Early Church Fathers
Hebrews x. 19-23.-"Having therefore, brethren, boldness to enter into the holiest by the blood of Jesus, by a new and living way which He hath consecrated1 for us, through the Veil, that is to say, His flesh, and having an High Priest2 over the house of God, let us draw near with a true heart, in full assurance of faith, having our 'hearts sprinkled from an evil conscience, and our bodies washed with pure water. Let us hold fast the profession3 of our hope without wavering."
[1.] "Having therefore, brethren, boldness to enter into the holiest by the blood of Jesus, by a new and living way which He hath consecrated for us." Having shown the difference of the High Priest, and of the sacrifices, and of the tabernacle, and of the Covenant, and of the promise, and that the difference is great, since those are temporal, but these eternal, those "near to vanishing away," these permanent, those powerless, these perfect, those figures, these reality. for (he says) "not according to the law of a carnal commandment, but according to the power of an endless life." (c. vii. 16.) And "Thou art a Priest for ever." (c. v. 6.) Behold the continuance of the Priest. And concerning the Covenant, That (he says) is old (for "that which decayeth and waxeth old is ready to vanish away"-c. viii. 13), but this is new; and has remission of sins, while that [has] nothing of the kind: for (he says) "the Law made nothing perfect." (c. vii. 19.) And again, "sacrifice and offering Thou wouldest not." (c. x. 5.) That is made with hands, while this is "not made with hands" (c. ix. 11): that "has the blood of goats" (c. ix. 12), this of the Lord; that has the Priest "standing," this "sitting." Since therefore all those are inferior and these greater, therefore he says, "Having therefore, brethren, boldness."
[2.] "Boldness": from whence? As sins (he means) produce shame, so the having all things forgiven us, and being made fellow-heirs, and enjoying so great Love, [produces] boldness.
"For the entrance into the holiest." What does he mean here by "entrance"? Heaven, and the access to spiritual things.
"Which he hath inaugurated,"4 that is, which He prepared, and which He began; for the beginning of using is thenceforth called the inaugurating; which He prepared (he means) and by which He Himself passed.
"A new and living way." Here He expresses "the full assurance of hope." "New," he says. He is anxious to show that we have all things greater; since now the gates of Heaven have been opened, which was not done even for Abraham. "A new and living way," he says, for the first was a way of death, leading to Hades, but this of life. And yet he did not say, "of life," but called it "living," (the ordinances, that is,) that which abideth.5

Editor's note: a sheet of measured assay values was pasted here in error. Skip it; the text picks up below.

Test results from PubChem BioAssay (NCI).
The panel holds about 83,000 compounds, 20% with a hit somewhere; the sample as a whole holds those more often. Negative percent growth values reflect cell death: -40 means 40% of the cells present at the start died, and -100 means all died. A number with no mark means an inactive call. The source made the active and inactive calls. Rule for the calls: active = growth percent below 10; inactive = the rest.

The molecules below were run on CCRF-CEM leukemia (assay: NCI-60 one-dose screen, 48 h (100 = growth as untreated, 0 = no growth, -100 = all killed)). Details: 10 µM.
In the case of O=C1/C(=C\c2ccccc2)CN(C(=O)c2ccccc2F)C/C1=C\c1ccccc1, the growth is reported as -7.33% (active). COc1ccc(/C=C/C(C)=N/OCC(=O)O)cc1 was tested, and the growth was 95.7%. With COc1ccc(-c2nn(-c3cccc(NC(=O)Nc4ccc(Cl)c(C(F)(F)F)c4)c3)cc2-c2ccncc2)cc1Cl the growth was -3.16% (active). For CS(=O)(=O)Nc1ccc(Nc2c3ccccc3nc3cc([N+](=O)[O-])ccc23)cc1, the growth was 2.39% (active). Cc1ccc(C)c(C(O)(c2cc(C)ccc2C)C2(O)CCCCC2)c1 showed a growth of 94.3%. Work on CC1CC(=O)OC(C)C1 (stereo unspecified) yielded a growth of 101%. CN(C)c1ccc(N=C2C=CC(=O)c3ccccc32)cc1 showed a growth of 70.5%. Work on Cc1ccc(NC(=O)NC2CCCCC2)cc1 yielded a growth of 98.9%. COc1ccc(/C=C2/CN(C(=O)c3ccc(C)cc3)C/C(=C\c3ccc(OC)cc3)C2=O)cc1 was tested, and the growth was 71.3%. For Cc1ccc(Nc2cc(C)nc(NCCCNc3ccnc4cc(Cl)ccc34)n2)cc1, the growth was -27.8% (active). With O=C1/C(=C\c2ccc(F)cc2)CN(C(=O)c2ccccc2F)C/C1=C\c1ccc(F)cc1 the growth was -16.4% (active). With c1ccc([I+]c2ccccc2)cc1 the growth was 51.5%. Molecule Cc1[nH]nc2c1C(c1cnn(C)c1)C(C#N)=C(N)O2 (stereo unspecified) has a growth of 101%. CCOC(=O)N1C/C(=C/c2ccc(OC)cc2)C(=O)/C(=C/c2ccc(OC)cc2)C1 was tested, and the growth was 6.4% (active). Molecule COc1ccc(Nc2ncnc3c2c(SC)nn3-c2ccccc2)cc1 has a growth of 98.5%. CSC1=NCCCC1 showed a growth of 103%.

"Through the veil" (he says) "of His flesh." For this flesh first cut that way, by this He inaugurated it [the way] by which He walked. And with good reason did he call [the flesh] "a veil."6 For when it was lifted up on high, then the things in heaven appeared.
"Let us draw near" (he says) "with a true heart." To what should we "draw near"? To the holy things, the faith, the spiritual service. "With a true heart, in full assurance of faith," since nothing is seen; neither the priest hence-forward, nor the sacrifice, nor the altar. And yet neither was that priest visible, but stood within, and they all without, the whole people. But here not only has this taken place, that the priest has entered into the holy of holies, but that we also enter in. Therefore he says,"in full assurance of faith." For it is possible for the doubter to believe in one way, as there are even now many who say, that of some there is a resurrection and of others not. But this is not faith. "In full assurance of faith" (he says); for we ought to believe as concerning things that we see, nay, even much more; for "here" it is possible to be deceived in the things that are seen, but there not: "here" we trust to the senses, but there to the Spirit.
"Having our hearts sprinkled from an evil conscience." He shows that not faith only, but a virtuous life also is required, and the consciousness to ourselves of nothing evil. Since the holy of holies does not receive "with full assurance" those who are not thus disposed. For they areholy, and the holy of holies; but here no profaneperson enters. They were sprinkled as to the body, we as to the conscience, so that we may even now be sprinkled over with virtue itself. "And having our body washed with pure water." Here he speaks of the Washing, which no longer cleanses the bodies, but the soul.
"For He is faithful that promised." "That promised" what? That we are to depart thither and enter into the kingdom. Be then in nothing over-curious, nor demand reasonings. Our [religion]7 needs faith.
[3.] (Ver. 24, 25) "And" (he says) "let us consider one another to provoke unto love and to good works. Not forsaking the assembling of ourselves together, as the manner of some is, but exhorting8 one another and so much the more as ye see the day approaching." And again in other places, "The Lord is at hand; be careful for nothing." (Phil. iv. 5, Phil. iv. 6.) "For now is our salvation nearer: Henceforth the time is short." (Rom. xiii. 11.)
What is, "not forsaking the assembling of ourselves together"? (1 Cor. vii. 29.) He knew that much strength arises from being together and assembling together. "For where two or three" (it is said) "are gathered together in My name, there am I in the midst of them" (Matt. xviii. 20); and again, "That they may be One, as we" also are (John xvii. 11); and, "They had all one heart and [one] soul." (Acts iv. 32.) And not this only, but also because love is increased by the gathering [of ourselves] together; and love being increased, of necessity the things of God must follow also. "And earnest prayer" (it is said) was "made by" the people. (Acts xii. 5.) "As the manner of some is." Here he not only exhorted, but also blamed [them].
"And let us consider one another," he says, "to provoke unto9 love and to good works." He knew that this also arises from "gathering together." For as "iron sharpeneth iron" (Prov. xvii.17), so also association increases love. For if a stone rubbed against a stone sends forth fire, how much more soul mingled with soul! But not unto emulation (he says) but "unto the sharpening of love." What is "unto the sharpening of love"? Unto the loving and being loved more. "And of good works"; that so they might acquire zeal. For if doing has greater force for instruction than speaking, ye also have in your number many teachers, who effect this by their deeds.